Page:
What They Are Saying: Broadband Advocates Agree HB 1505 Critical to Closing Digital Divide in Rural Texas

Mar 29, 2021

The Texas House Committee on State Affairs recently held a legislative hearing on solutions to bridge the digital divide in rural Texas. One of the bills brought forward for consideration was HB 1505, a critical solution that would ensure predictable and fair replacement costs for certain utility poles in rural areas and require faster permitting and dispute resolution timeframes between pole owners and broadband providers. This legislation will help maximize infrastructure resources to connect the more than 1.2 million Texans, most of whom live in rural areas, who currently lack access to reliable, high-speed internet, more quickly.

During the hearing, witnesses highlighted the importance of HB 1505 as a key solution to bridge the digital divide in Texas. Here is what they had to say:

Walt Baum, President, Texas Cable Association

“We’re happy that this bill is part of the governor’s emergency proclamation. That proclamation had two parts: initiatives for access and lowering barriers to deployment. We think this bill covers that second part. Right now, when one of my members is building service to serve a new area, in most instances we do rely on access to utility poles. And if we’re going out to build in an area served by an investor-owned utility, we know going in what the rules of the road are relating to timing and how we get access to the poles. And same if we’re going to Austin Energy, we know the rules of the road. But when we’re building in an area served by an electric co-op, there aren’t those same type of FCC rules that everybody has to follow. Rural areas served by electric co-ops in Texas can be hurt the most by these delays and excessive make-ready costs. As much as a third of the cost to a broadband provider to build out in rural areas can come from these types of make-ready costs, and this is even before the installer is able to put in its first piece of broadband infrastructure.”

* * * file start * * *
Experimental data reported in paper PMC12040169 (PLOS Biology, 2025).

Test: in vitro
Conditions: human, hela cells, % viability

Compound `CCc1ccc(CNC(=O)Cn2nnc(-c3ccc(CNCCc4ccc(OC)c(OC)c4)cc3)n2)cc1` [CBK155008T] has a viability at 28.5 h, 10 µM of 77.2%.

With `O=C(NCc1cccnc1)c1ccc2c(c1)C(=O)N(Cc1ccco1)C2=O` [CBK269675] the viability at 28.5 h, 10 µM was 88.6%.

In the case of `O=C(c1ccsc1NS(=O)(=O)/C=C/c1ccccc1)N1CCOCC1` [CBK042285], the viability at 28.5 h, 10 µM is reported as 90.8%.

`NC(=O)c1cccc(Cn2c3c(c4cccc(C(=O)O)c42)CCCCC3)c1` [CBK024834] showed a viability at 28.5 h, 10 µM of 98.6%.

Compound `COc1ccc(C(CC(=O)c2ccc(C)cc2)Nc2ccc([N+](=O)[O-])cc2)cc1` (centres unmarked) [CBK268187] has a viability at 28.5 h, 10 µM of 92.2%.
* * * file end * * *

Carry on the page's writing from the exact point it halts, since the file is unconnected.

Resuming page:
“HB 1505 does lower these barriers to entry in three main ways: It addresses pole replacement, it establishes a clear timeline for access and make-ready, and it provides a clear path to courts if there are disputes on those agreements.”

Tom Giovanetti, President, Institute for Policy Innovation

“It occurred to me that that’s why the governor has made this an emergency item. Because the system isn’t working, and we need to force change into the system. We’re not getting broadband rolled out fast enough in rural areas and you’ve heard today examples of why that happens.”

“Make no mistake, solving and bridging the digital gap here will take more steps than just this piece of legislation, but this piece of legislation is the low hanging fruit, it’s the no-brainer. It’s doing exactly what the governor has asked you to do, is to clear away both unintentional and sometimes intentional barriers to the rolling out of broadband.”

“The urgency here is getting broadband out to our Texas families in rural areas who don’t have it right now and who, frankly, are falling behind by the month, especially during a pandemic with their children in school.”

Johnny Kampis, Investigative Reporter, Taxpayers Protection Alliance

“As has been discussed many times today, utility poles deteriorate over time, they must be replaced. The question is who’s paying for those costs. At this point, cooperatives can demand the providers that attach new equipment to older poles pay the burden of the costs to replace those poles even though the cooperative, as mentioned before, may have had to replace the poles themselves. The utility gains most of the benefit from the poles by having to pay very little of the replacement costs. HB 1505 would create a fairer structure in which providers pay a portion of the pole replacement costs based on the long-term benefits from the new poles.”

Juli Blanda, Vice President (West Division), Cable One

“Closing this digital divide will require creative approaches to remove the barriers inhibiting investment in and deployment of broadband infrastructure across rural areas of the state.”

“HB 1505 gives attachers certainty and shortens lengthy burdensome processes encountered when attaching in electrical cooperative areas. Right now, when we attach to investor-owned utility poles, we know what the timeline is and what the processes will be. We do not have that same certainty when dealing with the co-ops. Our industry needs transparency and consistency that will expedite pole access so that broadband providers can quickly and efficiently build the infrastructure needed to connect more Texans.”

Todd Baxter, Group Vice President of Government Affairs, Charter Communications

“As you heard already, HB 1505 will result in more broadband to more Texans, more quickly by lowering barriers to deployment. By providing regulatory certainty, HB 1505 will serve as a magnet for more private sector capital investment for years to come, greatly benefiting all Texans. Charter is committed to being a good partner to all the communities we serve and we take very seriously the responsibility to help bridge the digital divide, especially in the COVID era, when remote learning, work, telemedicine and related applications have become a requirement of life.”